If you live in New Jersey, you’ve most likely spotted several deer while cruising down the backroads. Sometimes, they prance through our yards, nestle in the treelines, or act as true deer in the headlights at night. For decades, the Garden State’s deer population has grown exponentially, causing more instances like these. Today, they’re appearing in more places than ever before, in the most unlikely of areas. Their adorable yet detrimental presence is creating a crisis for farmers and nighttime drivers alike. In fact, deer-related damages cost the state nearly $15 million per year. So, just how many deer are there and what harm do they pose?
The Uptick in New Jersey Deer Populations
The state of New Jersey is home to white-tailed deer, which are medium-sized animals native to North America. These deer have flourished in the Garden State for decades, frolicking in the forests and backyards throughout the year. Though, as you may have noticed, they’re beginning to appear more frequently.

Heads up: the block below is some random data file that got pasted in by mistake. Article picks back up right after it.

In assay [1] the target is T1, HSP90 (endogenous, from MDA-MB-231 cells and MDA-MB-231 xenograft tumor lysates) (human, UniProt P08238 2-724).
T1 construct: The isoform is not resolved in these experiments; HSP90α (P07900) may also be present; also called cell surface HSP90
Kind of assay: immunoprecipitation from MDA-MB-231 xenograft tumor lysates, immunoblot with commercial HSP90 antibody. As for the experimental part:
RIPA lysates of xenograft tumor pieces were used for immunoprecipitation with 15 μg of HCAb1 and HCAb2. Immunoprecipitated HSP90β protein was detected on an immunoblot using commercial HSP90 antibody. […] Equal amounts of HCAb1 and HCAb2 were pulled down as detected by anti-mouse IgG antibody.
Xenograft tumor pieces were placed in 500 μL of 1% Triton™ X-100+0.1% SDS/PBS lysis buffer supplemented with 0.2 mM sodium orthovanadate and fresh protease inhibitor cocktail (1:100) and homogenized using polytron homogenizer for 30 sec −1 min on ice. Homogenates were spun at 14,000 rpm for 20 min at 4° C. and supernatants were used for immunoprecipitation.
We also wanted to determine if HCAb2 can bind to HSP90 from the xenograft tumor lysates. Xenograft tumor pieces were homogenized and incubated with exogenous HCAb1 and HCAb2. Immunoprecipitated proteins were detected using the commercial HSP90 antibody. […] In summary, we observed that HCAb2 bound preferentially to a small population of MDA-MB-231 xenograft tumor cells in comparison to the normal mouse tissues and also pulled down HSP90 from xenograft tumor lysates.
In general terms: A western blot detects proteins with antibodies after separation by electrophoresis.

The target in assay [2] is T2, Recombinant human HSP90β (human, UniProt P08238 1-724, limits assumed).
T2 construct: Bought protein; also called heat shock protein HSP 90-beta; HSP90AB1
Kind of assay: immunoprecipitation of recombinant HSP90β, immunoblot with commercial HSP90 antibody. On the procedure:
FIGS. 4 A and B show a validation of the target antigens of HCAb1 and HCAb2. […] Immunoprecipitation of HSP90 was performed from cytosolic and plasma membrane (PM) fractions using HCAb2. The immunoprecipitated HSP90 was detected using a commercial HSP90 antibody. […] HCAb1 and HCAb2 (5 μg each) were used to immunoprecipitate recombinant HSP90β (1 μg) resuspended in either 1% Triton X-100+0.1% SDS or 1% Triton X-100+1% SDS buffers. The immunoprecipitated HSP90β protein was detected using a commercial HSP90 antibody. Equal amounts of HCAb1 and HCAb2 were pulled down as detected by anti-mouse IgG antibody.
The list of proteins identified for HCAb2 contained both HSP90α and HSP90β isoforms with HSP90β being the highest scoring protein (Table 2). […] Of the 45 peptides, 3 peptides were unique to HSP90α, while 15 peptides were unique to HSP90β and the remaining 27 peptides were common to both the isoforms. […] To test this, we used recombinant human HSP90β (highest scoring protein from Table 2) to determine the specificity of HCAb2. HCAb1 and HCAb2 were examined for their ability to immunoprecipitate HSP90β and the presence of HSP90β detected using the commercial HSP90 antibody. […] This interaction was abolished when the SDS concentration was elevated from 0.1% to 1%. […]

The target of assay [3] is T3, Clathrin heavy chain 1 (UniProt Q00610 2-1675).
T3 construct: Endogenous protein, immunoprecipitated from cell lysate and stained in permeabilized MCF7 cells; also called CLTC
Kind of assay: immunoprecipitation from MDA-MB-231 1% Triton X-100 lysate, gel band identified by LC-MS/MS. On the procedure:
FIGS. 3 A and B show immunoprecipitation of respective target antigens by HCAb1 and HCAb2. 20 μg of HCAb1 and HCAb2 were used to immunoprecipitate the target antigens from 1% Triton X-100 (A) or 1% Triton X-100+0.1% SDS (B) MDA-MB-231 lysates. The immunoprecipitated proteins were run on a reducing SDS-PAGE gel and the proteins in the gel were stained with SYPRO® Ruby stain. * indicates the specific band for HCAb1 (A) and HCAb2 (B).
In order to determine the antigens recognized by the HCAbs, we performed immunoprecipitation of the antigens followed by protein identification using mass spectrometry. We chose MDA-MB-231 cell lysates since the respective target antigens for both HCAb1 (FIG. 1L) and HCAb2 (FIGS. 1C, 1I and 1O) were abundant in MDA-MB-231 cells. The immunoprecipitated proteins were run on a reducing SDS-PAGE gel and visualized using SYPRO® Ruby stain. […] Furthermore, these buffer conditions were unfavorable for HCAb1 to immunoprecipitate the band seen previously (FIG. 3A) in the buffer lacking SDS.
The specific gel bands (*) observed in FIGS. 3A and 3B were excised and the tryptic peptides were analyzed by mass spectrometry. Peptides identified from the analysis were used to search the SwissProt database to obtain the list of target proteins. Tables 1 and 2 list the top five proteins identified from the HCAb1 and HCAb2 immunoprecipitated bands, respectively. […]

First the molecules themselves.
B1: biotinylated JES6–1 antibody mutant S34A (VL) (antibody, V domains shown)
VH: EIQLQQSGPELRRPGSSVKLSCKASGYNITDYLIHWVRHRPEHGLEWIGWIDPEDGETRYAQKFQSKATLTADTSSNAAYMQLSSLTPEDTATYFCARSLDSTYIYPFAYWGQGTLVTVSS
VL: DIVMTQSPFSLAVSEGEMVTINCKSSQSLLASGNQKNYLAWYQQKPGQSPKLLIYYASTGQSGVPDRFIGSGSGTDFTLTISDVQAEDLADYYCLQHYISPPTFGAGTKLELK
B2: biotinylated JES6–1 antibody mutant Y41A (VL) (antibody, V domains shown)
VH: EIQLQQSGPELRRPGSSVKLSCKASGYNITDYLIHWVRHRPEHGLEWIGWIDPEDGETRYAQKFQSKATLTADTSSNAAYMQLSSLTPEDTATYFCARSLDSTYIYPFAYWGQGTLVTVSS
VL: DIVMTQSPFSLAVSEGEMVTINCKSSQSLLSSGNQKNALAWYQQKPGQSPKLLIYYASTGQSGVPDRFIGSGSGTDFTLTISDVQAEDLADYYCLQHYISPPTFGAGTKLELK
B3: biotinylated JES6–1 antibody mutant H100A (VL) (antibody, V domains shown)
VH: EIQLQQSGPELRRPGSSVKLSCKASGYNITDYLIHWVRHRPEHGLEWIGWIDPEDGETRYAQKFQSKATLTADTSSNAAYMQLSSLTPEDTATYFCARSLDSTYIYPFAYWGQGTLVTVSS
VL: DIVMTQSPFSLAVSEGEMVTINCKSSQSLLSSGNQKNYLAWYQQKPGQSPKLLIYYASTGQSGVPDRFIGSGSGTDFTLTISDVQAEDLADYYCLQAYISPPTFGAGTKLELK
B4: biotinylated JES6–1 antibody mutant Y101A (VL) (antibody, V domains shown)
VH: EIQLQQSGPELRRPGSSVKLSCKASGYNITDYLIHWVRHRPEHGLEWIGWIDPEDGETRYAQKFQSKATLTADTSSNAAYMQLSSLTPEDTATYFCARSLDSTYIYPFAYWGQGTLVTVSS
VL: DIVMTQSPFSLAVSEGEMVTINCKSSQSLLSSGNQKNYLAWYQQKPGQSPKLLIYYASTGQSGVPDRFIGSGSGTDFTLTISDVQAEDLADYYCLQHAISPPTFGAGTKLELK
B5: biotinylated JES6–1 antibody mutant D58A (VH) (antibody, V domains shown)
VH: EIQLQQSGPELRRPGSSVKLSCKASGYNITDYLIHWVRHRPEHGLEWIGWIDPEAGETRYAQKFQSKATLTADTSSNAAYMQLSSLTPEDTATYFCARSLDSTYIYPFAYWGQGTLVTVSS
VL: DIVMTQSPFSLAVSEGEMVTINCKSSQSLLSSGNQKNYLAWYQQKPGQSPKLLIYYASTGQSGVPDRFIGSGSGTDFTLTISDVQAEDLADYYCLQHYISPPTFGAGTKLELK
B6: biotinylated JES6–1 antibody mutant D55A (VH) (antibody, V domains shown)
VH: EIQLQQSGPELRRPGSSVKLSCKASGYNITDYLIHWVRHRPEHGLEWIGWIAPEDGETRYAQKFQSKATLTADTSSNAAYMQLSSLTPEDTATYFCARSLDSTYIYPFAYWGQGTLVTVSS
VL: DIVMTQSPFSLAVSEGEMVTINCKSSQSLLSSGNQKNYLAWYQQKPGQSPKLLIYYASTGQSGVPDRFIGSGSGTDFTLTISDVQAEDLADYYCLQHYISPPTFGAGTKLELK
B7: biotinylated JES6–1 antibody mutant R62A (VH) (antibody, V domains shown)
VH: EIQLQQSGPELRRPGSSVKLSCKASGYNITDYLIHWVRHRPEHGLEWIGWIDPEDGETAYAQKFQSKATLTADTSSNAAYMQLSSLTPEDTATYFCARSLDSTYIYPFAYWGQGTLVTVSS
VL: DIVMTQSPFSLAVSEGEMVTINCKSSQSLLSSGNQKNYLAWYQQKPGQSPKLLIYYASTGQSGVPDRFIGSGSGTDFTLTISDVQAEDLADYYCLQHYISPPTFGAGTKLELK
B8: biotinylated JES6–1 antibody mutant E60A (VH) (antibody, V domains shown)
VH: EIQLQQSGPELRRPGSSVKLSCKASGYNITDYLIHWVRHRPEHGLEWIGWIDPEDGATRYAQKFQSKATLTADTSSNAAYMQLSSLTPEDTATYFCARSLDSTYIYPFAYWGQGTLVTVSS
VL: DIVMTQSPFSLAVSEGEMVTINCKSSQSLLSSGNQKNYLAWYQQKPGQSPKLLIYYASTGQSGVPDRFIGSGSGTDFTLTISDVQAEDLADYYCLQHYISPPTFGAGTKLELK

Today, white-tailed deer are an invasive species in New Jersey. Their population size and reproduction rate are considered unsustainable, meaning they endanger the habitats and wildlife around them. While we can all acknowledge their adorable appearance and charming nature, these deer have thrown New Jersey into a decades-long crisis. Several research institutions, including the New Jersey Farm Bureau and Rutgers University School of Environmental and Biological Sciences, have been researching this uptick in deer populations. However, New Jersey has not passed legislation to address this issue.
How Many Deer Are There?